On the other hand, Bristol played host to a few highly memorable events as well: to name a few, the Halloween zombie walk, the NYC Apartment exhibition at Bristol Museum, and of course, @IgersBristol's Instagram meetups, organized by the wonderful @porthjess. These meetups deserve a special mention, as they helped me to connect with people I would never have otherwise met, go to places I might not otherwise have discovered, and generally step outside of my comfort zone, in an extremely rewarding way. Through these meetups, I met people who are much better photographers than me, and was able to see them in action and learn from them. It was also thanks to them that I took a bus to take photos exploring a stunning yellow rapeseed field near Bath with a few other instagrammers. And of course, through increasing involvement in the Instagram community, I was inspired to start this blog.
Everything has changed, and I've changed with it. I can't wait to see what the next few years have in store for me, and I hope that everything will continue to change, that I will develop new skills, become a better person, and experience things I could never dream of now. But que sera sera, and all will be revealed in due time. In the meanwhile, I'm making plans for this summer. In the blogposts to come over the next few months, you can expect some in-depth exploration of Prague, which I'm determined to reconnect with and embrace. There will also be a few travel features: I have confirmed trips to Paris and Vienna already, and there may be a few others coming up too.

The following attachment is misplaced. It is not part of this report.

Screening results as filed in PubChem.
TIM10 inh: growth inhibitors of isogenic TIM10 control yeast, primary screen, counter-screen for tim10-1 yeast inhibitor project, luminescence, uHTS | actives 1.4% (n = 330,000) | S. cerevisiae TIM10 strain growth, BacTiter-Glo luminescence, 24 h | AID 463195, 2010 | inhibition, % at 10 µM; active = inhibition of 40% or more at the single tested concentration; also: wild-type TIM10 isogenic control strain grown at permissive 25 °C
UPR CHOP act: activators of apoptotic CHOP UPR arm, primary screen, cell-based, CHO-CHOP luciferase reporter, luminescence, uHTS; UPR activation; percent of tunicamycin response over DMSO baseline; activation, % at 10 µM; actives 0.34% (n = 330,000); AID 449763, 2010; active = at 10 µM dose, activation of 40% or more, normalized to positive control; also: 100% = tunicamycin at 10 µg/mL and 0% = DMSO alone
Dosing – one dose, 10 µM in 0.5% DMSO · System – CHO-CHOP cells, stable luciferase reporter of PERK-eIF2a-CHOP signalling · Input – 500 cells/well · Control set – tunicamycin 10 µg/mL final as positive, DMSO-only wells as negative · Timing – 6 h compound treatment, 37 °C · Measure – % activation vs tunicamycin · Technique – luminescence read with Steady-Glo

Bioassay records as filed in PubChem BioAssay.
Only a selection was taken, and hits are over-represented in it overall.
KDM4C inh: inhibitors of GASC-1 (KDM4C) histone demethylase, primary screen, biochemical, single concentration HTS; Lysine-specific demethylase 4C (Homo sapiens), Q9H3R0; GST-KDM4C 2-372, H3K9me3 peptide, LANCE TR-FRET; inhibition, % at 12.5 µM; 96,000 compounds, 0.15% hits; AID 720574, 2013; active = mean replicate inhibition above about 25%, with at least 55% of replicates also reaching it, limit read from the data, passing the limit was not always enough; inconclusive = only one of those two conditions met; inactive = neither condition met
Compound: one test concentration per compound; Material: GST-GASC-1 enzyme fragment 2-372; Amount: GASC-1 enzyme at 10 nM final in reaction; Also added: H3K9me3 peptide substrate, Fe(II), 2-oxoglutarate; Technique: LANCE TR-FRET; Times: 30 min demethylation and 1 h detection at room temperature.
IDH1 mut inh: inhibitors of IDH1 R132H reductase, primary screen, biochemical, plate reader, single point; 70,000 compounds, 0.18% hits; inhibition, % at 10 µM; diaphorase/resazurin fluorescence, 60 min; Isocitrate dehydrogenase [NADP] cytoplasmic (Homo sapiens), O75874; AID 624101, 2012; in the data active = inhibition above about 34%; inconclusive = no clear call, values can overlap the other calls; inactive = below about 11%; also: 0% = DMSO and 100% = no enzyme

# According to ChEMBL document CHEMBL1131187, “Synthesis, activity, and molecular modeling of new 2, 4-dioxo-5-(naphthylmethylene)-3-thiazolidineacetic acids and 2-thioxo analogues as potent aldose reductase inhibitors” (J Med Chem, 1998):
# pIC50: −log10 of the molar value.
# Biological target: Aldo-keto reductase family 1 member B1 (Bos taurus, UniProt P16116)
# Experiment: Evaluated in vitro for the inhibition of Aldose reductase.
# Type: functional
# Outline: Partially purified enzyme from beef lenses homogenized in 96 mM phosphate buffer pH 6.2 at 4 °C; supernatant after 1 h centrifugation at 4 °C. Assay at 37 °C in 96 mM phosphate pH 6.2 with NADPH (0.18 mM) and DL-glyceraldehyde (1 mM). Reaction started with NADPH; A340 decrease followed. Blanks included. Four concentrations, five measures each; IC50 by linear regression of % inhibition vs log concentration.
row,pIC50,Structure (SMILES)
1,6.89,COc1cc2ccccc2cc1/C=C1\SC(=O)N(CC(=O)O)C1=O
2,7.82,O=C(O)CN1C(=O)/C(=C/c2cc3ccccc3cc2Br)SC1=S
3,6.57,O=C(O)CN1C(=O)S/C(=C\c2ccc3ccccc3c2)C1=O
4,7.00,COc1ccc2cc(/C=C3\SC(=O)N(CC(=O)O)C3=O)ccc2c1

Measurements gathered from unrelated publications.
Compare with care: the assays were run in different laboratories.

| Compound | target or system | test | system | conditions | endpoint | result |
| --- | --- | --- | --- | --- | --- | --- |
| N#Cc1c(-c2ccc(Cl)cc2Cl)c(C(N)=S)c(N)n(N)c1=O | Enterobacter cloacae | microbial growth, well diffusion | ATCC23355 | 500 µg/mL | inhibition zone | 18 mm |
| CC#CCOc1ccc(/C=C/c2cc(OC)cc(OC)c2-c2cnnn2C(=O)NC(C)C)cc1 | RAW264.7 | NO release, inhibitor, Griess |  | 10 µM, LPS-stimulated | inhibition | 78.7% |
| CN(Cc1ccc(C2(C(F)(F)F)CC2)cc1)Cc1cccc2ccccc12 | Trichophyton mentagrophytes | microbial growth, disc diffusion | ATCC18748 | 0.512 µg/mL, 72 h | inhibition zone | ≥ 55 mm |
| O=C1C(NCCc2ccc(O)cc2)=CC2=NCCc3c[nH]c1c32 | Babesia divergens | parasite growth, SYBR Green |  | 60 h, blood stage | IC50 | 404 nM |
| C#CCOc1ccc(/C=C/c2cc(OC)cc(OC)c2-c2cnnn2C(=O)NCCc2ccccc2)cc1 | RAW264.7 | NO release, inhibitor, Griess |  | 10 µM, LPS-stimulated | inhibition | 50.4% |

Stay tuned and have an inspiring summer of exploration!
As one of the world's street art capitals, there is far more creativity in the streets of Bristol than could ever be summarized in just one blogpost. This city is the hometown of the most recognised name in modern street art - the great Banksy; and he's not alone. But what really stands out about Bristolian street art is its incredible diversity. The colours, themes and styles vary both within and across the city's neighbourhoods, and masterfully capture the atmosphere and mood of each.
Bristol's Stokes Croft neighbourhood is covered from the ground up with art, making the entire area a huge outdoor gallery. The people here live in colour, and don't take themselves to seriously; except on the things that matter, like community and freedom of expression. This is the kind of place where the demolition of an abandoned building often used as a canvas by street artists was recently halted in response to protests by Bristol residents. In Stokes Croft and the adjoining Montpellier residential neighbourhood, art is business, art is a call to action, and it's just plain fun.